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Study: Crash diets can lead to gallstones

measuring tapeExperts have long advised against extremely low-calorie diets, and a new study has found another reason to follow that advice: gallstones. While the risk was low, a Swedish study found that of 6,640 dieters those who followed a “crash diet”— 500 calories a day for up to 10 weeks, followed by reintroduction of normal food and exercise and healthy eating—were more likely to develop gallstones than those who ate a low-calorie diet of 1,200 to 1,500 calories followed by a weight-maintenance program.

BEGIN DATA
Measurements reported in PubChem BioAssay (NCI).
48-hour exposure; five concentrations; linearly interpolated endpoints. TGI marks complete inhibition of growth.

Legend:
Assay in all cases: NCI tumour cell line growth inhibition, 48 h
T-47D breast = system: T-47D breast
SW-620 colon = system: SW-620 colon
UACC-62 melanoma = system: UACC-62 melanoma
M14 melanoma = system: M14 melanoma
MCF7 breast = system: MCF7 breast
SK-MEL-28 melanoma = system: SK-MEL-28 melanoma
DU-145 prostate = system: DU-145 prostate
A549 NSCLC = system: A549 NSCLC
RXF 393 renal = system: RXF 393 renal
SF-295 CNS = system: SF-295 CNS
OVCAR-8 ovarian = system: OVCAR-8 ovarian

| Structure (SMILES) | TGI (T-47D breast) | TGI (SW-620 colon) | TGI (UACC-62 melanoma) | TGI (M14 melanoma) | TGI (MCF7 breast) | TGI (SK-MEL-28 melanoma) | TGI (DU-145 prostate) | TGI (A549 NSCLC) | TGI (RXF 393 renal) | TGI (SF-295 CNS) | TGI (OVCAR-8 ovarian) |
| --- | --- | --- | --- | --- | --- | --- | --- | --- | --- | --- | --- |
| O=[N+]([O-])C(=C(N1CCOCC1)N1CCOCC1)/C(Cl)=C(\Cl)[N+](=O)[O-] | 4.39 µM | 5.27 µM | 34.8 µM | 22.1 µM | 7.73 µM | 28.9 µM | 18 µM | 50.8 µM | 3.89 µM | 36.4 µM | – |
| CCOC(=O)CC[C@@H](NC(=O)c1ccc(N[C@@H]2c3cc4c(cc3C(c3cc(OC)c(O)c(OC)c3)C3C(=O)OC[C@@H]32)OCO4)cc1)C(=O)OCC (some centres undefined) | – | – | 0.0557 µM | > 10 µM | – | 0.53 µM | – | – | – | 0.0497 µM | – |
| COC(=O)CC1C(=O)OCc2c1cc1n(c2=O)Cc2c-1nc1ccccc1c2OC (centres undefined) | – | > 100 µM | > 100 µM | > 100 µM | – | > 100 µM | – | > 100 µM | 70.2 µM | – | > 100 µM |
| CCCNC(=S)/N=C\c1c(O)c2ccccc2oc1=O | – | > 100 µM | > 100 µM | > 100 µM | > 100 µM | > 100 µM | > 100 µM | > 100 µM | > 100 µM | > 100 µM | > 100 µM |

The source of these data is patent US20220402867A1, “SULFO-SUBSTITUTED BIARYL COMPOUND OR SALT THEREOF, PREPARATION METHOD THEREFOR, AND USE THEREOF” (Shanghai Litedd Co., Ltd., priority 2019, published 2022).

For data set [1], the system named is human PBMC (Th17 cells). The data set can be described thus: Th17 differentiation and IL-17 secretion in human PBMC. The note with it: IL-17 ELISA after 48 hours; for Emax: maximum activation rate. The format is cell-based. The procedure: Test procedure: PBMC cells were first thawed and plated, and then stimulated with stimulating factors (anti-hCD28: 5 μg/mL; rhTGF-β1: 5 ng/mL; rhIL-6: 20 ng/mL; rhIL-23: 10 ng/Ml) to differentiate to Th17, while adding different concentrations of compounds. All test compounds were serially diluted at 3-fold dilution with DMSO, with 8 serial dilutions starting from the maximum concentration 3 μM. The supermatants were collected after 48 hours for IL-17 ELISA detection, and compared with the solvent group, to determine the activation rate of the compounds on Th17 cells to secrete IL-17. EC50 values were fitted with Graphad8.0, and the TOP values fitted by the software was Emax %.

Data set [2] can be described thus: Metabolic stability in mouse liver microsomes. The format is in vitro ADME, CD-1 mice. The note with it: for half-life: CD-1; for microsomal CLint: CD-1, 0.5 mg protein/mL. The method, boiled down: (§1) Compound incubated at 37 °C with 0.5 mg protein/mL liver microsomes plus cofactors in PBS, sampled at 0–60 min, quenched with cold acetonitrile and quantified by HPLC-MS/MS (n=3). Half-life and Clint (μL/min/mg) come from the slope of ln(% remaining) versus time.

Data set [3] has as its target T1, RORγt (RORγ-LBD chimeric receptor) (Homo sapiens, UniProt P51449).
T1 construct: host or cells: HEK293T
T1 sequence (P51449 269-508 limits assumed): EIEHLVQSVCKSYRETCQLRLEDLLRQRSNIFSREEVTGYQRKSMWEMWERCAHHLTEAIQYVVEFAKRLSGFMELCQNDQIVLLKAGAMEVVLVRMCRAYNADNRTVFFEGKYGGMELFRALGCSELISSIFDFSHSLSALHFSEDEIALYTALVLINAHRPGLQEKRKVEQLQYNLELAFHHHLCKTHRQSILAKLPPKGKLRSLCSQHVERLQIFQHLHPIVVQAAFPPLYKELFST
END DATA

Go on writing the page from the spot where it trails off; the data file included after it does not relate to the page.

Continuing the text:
Although the crash dieters lost more weight (about 28 pounds after three months) than the more moderate group (17 pounds), 48 developed gallstones requiring hospital care, compared with just 14 among the moderate dieters. And while the study didn’t reveal why one group was more likely to develop gallstones over another, the lead author hypothesized that rapid weight loss may affect salt and cholesterol in bile and the way the gallbladder empties, and the amount of weight lost and fat intake could also be factors. Experts recommend that very low-calorie diets be supervised by a medical professional.